A coupon payment is the amount of interest which a bond issuer pays to a bondholder at each payment date.
Bond indenture governs the manner in which coupon payments are calculated. Bonds may have fixed coupon payments, variable coupon payments, deferred coupon payments and accelerated coupon payments.
In fixed-coupon payments, the coupon rate is fixed and stays the same throughout the life of the bond. This results in a fixed coupon payment each period.
In variable coupon payments, the coupon rate varies directly or indirectly with another variable. A change in coupon rate means a change in coupon payment. For example, a bond may have coupon rate equal to LIBOR + 3%. Since LIBOR is variable, the coupon rate and coupon payments are variable too for this bond.
In deferred coupon bonds, initial coupon payments are deferred for a certain period while in accelerated coupon bonds, the coupon rate is high initially but decreases over the life of the bond.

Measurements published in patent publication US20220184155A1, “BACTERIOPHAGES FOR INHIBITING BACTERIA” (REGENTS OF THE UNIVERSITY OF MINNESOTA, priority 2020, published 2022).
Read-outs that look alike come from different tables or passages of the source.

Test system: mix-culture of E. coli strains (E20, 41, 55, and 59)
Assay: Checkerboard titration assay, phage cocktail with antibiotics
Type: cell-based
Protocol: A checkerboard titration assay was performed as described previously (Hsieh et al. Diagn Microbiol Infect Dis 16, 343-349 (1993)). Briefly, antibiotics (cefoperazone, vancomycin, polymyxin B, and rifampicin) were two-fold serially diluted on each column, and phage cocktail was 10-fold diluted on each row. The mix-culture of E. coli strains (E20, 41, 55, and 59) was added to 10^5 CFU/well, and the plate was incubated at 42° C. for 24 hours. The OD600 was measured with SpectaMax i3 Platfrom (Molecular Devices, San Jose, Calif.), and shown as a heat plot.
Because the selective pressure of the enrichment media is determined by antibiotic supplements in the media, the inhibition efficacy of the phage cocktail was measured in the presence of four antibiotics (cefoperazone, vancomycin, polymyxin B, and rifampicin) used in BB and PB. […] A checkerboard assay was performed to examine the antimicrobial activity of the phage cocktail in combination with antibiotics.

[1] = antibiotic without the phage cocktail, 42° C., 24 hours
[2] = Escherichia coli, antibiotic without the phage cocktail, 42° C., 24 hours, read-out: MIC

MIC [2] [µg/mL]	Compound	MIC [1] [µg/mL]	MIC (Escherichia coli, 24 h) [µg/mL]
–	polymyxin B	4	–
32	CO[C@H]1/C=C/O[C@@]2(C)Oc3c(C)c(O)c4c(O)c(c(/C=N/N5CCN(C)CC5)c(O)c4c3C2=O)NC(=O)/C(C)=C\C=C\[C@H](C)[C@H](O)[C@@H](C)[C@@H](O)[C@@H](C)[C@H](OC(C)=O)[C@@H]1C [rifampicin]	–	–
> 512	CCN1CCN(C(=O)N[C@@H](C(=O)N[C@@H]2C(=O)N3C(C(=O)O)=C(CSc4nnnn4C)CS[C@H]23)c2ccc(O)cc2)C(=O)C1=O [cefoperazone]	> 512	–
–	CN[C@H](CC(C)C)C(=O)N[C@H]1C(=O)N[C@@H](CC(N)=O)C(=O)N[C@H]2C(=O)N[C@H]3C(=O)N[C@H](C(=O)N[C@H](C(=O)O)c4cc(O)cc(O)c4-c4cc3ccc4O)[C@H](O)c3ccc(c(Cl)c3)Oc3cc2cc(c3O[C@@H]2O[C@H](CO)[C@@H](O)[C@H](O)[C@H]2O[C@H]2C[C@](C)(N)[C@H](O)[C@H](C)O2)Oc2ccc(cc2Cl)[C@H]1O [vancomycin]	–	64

Coupon payment for a period can be calculated using the following formula:
|Coupon Payment = F ×||c|
Where F is the face value of the bond, c is the annual coupon rate and n represents the number of payments per year.
Walmart Stores Inc. has 3 million, $1,000 par value bonds payable due on 15th August 2037. They carry a coupon rate of 6.5% while the payments are made semiannually. Its current yield is 4.63% while its yield to maturity is 3.92%.
The coupon payment on each of these bonds is $32.5 [=$1,000 × 6.5% ÷ 2]. This means that Walmart Stores Inc. pays $32.5 after each six months to bondholders.
Please note that coupon payments are calculated based on the stated interest rate (also called nominal yield) rather than the yield to maturity or the current yield.
Written by Obaidullah Jan, ACA, CFA and last modified on